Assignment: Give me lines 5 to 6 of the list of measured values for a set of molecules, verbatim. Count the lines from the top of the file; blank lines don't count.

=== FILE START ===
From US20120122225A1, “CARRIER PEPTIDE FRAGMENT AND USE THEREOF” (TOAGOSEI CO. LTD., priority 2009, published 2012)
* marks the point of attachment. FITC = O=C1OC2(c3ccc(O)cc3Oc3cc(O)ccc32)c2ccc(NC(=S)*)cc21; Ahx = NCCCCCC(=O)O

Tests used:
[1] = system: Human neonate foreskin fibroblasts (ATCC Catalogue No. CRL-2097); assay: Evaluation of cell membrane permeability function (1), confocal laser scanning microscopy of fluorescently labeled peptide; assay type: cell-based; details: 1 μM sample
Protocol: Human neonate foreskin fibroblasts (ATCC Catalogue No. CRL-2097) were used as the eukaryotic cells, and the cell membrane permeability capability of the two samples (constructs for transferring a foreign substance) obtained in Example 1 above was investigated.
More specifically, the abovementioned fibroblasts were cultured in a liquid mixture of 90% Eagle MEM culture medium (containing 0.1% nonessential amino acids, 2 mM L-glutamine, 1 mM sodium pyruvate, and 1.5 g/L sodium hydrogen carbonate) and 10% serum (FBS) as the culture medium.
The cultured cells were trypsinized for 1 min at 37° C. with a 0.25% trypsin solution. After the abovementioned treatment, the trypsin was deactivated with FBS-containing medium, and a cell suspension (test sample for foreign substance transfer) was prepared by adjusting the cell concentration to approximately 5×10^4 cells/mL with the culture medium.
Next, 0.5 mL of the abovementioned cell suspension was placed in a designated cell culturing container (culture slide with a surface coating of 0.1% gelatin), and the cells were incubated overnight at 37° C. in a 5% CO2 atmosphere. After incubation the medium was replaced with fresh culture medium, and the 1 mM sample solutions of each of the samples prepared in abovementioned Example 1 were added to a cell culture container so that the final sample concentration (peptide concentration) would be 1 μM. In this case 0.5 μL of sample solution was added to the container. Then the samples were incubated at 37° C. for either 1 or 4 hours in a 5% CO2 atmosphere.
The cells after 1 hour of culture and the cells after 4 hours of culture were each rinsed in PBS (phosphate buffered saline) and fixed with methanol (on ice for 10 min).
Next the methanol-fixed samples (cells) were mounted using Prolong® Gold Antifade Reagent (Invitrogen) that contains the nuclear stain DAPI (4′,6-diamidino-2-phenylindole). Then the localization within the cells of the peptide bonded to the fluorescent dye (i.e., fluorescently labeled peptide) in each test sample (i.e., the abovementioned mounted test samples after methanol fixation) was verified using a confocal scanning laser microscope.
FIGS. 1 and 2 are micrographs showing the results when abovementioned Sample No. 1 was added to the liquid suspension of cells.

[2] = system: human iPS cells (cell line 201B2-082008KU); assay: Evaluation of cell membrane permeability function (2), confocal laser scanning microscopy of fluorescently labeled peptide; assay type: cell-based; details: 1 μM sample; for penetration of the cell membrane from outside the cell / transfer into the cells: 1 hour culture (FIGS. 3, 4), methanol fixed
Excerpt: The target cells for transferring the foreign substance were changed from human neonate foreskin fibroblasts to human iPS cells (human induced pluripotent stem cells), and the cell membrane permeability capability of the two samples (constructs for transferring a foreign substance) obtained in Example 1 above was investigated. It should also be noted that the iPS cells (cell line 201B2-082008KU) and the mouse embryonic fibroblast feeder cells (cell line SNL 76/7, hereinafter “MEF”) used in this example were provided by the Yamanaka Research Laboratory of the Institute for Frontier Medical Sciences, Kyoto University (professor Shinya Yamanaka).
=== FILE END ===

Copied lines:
Protocol: Human neonate foreskin fibroblasts (ATCC Catalogue No. CRL-2097) were used as the eukaryotic cells, and the cell membrane permeability capability of the two samples (constructs for transferring a foreign substance) obtained in Example 1 above was investigated.
More specifically, the abovementioned fibroblasts were cultured in a liquid mixture of 90% Eagle MEM culture medium (containing 0.1% nonessential amino acids, 2 mM L-glutamine, 1 mM sodium pyruvate, and 1.5 g/L sodium hydrogen carbonate) and 10% serum (FBS) as the culture medium.